The meeting of Council was what in English (or Australian!) is referred to as a ‘kangaroo court’. That is, the accused (Archaeology) is not told what the charges are and has no access to the papers and evidence presented until after the meeting. The accused is not allowed to present any evidence in defence, and is not allowed to be present at the ‘trial’ or to be represented. The accused is then found guilty and condemned to death (in this case departmental closure) with no right of appeal. The only document from the archaeologists available to the Councillors was the Department Head’s PowerPoint slides from her Senate presentation. I sent the Pro-Chancellor (a local millionaire industrialist from the steel industry) who presided over the meeting, a copy of the letter signed by all seven of the Archaeology emeritus professors in the university outlining our objections to the process which had led up to the plan to close the department. My colleague Emerita Professor Glynis Jones sent him a letter signed by 43 members of the Archaeology section of the British Academy opposing the closure. Neither letter was presented to Council. A complaint by the archaeology students that they had been misled by the nature of a meeting with the Deputy Vice-Chancellor was dismissed because it had been sent to the wrong committee; it is unclear which committee should deal with complaints about the governance of the university, but the one or two possible committees which could have been approached are all chaired by the person about whom we wished to complain. There is no independent complaints mechanism in the university. The only delegate who tried to offer support was the representative of the Student Union and who was the only person to vote against the UEB proposal. We had no opportunity to challenge the ‘facts’ as submitted by the University Secretary, who presented the UEB’s overview of the department. To my knowledge he, like the rest of the Councillors, has never visited the department or consulted its staff.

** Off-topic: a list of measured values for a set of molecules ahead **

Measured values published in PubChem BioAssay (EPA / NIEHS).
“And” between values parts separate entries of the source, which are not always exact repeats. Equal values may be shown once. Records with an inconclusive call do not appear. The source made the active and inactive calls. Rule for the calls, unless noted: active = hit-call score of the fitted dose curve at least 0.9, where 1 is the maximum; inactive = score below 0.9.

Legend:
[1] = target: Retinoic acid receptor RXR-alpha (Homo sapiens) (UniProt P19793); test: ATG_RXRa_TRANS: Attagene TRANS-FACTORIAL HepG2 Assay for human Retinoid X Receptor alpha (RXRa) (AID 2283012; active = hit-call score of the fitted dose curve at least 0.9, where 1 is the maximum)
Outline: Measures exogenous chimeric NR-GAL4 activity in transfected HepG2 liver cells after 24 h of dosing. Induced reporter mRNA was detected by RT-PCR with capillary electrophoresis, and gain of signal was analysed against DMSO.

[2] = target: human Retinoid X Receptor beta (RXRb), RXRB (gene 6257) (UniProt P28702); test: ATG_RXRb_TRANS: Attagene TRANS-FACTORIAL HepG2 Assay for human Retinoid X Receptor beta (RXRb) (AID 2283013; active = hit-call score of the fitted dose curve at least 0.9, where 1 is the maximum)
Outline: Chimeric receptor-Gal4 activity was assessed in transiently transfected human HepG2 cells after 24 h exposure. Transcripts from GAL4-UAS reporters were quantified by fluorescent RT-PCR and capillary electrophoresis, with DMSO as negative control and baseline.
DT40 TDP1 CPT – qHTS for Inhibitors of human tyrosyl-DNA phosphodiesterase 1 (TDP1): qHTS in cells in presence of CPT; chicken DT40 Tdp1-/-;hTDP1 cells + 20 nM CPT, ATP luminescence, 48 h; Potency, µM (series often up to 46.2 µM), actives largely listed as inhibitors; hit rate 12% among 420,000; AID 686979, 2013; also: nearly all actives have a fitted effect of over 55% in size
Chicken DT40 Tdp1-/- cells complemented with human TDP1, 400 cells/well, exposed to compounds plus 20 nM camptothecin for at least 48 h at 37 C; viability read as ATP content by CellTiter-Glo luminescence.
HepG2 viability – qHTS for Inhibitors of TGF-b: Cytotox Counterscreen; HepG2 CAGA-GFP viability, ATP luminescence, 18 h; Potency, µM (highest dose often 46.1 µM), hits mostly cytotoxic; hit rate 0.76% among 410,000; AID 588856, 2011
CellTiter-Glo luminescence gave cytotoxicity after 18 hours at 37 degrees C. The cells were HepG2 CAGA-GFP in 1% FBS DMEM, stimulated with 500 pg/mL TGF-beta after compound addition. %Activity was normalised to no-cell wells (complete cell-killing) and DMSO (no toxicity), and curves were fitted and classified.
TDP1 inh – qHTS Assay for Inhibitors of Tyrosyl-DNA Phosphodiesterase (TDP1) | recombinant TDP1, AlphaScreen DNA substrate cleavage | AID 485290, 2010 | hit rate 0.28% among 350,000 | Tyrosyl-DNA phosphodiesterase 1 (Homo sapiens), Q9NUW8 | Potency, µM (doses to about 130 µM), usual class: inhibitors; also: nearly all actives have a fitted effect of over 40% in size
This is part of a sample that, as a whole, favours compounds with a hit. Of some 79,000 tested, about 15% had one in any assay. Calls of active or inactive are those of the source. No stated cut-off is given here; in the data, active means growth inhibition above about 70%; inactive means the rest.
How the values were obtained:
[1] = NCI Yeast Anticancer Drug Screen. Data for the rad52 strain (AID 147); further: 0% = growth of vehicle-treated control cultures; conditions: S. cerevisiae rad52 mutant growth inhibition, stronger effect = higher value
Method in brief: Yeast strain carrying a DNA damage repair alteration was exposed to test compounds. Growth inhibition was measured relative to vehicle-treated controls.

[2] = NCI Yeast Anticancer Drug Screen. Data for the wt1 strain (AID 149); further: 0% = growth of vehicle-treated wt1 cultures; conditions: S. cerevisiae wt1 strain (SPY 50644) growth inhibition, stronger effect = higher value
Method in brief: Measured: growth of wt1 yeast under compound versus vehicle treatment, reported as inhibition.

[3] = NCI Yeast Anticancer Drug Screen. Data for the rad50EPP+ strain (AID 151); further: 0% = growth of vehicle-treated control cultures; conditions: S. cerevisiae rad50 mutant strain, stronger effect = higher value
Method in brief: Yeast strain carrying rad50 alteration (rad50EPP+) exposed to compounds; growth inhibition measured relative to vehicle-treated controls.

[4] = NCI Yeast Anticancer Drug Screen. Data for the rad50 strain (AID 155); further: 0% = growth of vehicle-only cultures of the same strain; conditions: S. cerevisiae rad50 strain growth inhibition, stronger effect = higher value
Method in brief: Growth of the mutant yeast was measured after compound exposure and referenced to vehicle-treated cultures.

To give an impression of the ‘hostile environment’ that Archaeology faced, and the way in which any opinions by archaeologists not only in the university but from the wider profession have been dismissed as irrelevant, I reproduce the summary paragraph of the University Secretary’s submission to Council: